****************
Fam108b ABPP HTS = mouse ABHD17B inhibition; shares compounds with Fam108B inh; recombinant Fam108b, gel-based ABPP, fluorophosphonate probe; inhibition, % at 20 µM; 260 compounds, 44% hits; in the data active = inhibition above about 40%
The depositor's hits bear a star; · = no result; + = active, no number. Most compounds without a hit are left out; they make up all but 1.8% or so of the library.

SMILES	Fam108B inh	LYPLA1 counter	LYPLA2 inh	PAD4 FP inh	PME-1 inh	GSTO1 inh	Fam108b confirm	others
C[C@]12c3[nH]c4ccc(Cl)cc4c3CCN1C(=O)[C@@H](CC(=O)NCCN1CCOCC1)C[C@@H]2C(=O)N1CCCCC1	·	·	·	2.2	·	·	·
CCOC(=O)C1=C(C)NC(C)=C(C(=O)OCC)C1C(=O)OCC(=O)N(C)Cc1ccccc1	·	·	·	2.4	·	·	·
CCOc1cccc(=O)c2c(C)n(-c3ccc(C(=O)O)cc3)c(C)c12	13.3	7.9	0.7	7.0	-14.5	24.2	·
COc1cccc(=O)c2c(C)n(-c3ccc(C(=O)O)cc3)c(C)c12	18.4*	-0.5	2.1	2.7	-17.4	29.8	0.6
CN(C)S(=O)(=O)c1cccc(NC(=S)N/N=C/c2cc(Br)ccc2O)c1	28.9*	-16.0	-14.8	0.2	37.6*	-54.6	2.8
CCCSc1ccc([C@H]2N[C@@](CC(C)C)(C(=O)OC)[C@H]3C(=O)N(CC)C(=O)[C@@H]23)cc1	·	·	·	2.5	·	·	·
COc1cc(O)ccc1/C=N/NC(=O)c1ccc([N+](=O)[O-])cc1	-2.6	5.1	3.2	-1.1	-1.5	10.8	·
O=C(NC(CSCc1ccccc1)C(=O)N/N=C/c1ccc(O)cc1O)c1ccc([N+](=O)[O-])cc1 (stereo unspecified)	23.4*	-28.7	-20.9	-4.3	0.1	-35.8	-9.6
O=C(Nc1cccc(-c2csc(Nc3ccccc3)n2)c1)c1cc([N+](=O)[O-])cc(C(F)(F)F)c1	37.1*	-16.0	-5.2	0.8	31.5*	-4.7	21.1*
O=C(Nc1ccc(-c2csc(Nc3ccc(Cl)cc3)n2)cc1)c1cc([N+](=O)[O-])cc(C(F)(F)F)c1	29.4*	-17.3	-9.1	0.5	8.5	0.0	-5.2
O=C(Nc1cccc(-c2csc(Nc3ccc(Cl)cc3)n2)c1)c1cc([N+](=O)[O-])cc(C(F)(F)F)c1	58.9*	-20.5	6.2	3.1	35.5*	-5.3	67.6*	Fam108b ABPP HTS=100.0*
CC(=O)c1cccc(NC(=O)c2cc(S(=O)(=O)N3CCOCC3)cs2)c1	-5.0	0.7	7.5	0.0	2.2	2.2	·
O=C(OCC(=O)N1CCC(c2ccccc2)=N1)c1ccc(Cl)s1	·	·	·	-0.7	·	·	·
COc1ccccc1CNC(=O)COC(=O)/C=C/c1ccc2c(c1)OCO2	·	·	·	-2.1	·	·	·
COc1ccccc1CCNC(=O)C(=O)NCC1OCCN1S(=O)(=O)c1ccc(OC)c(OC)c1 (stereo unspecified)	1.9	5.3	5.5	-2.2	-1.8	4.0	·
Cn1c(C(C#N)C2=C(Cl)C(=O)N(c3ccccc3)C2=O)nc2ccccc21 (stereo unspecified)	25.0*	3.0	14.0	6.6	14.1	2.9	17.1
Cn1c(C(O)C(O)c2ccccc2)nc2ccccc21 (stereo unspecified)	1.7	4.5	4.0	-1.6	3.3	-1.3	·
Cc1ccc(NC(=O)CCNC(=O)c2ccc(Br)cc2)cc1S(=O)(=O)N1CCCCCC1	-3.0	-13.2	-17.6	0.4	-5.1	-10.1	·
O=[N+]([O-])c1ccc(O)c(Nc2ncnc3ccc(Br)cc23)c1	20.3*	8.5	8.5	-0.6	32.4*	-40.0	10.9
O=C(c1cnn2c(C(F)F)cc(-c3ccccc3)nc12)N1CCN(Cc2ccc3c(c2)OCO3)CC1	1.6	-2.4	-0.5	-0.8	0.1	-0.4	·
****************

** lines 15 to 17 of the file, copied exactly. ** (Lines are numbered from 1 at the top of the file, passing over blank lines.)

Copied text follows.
CC(=O)c1cccc(NC(=O)c2cc(S(=O)(=O)N3CCOCC3)cs2)c1	-5.0	0.7	7.5	0.0	2.2	2.2	·
O=C(OCC(=O)N1CCC(c2ccccc2)=N1)c1ccc(Cl)s1	·	·	·	-0.7	·	·	·
COc1ccccc1CNC(=O)COC(=O)/C=C/c1ccc2c(c1)OCO2	·	·	·	-2.1	·	·	·